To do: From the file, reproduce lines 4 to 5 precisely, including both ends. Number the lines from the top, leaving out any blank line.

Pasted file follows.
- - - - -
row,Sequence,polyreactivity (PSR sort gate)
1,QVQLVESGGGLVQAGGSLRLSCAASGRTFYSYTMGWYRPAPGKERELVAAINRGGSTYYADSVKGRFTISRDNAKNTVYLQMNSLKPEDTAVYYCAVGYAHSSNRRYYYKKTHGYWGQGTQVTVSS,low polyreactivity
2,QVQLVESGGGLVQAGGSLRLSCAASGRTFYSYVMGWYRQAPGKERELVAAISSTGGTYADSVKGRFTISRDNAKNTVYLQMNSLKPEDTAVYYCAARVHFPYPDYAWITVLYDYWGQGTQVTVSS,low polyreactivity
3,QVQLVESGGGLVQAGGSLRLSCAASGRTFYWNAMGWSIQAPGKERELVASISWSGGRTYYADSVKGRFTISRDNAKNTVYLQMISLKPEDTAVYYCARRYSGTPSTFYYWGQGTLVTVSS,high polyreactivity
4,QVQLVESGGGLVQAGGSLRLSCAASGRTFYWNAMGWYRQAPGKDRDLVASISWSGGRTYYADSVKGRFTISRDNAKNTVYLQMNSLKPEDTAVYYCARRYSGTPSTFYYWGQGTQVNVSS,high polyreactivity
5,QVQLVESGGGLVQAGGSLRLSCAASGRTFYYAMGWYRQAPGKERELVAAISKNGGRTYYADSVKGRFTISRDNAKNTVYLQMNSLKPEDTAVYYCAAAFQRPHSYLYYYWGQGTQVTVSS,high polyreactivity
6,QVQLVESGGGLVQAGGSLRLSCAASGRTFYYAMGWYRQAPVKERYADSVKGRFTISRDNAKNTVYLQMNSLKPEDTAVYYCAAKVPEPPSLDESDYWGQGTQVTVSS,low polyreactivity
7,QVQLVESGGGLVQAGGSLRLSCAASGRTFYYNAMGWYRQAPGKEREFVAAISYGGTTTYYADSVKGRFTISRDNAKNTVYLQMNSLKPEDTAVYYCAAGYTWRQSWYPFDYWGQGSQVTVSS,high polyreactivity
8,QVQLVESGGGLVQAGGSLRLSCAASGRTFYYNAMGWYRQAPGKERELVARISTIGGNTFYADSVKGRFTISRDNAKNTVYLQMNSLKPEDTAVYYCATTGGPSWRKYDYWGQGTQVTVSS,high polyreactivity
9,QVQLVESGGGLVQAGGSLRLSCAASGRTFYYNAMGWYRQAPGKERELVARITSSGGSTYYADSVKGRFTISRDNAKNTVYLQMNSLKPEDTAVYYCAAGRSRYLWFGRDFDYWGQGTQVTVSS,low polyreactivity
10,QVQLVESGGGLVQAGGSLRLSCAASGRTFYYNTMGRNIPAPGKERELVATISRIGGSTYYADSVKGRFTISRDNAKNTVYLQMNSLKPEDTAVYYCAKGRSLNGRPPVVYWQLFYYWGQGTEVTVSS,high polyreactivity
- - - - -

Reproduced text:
3,QVQLVESGGGLVQAGGSLRLSCAASGRTFYWNAMGWSIQAPGKERELVASISWSGGRTYYADSVKGRFTISRDNAKNTVYLQMISLKPEDTAVYYCARRYSGTPSTFYYWGQGTLVTVSS,high polyreactivity
4,QVQLVESGGGLVQAGGSLRLSCAASGRTFYWNAMGWYRQAPGKDRDLVASISWSGGRTYYADSVKGRFTISRDNAKNTVYLQMNSLKPEDTAVYYCARRYSGTPSTFYYWGQGTQVNVSS,high polyreactivity